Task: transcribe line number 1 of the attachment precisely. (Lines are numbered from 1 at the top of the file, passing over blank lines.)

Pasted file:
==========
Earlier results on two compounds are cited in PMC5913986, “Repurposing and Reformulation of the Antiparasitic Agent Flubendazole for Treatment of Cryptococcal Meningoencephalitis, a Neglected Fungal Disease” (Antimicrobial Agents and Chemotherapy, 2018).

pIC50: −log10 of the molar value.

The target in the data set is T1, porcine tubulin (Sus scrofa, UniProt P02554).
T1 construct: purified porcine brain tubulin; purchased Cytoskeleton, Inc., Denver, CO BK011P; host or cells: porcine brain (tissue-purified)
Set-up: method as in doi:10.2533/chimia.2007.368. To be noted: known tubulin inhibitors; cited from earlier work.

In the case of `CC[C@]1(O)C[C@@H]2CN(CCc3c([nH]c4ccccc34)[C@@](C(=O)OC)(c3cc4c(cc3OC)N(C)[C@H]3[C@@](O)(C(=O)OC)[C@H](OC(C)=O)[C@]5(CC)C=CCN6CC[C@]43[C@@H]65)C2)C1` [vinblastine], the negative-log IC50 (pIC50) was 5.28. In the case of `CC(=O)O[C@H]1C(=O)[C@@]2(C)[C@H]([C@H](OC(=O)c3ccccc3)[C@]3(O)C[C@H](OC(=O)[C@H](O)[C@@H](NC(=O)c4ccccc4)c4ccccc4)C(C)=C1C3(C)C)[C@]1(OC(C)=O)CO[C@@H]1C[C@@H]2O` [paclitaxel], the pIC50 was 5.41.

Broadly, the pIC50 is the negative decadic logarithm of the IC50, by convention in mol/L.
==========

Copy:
Earlier results on two compounds are cited in PMC5913986, “Repurposing and Reformulation of the Antiparasitic Agent Flubendazole for Treatment of Cryptococcal Meningoencephalitis, a Neglected Fungal Disease” (Antimicrobial Agents and Chemotherapy, 2018).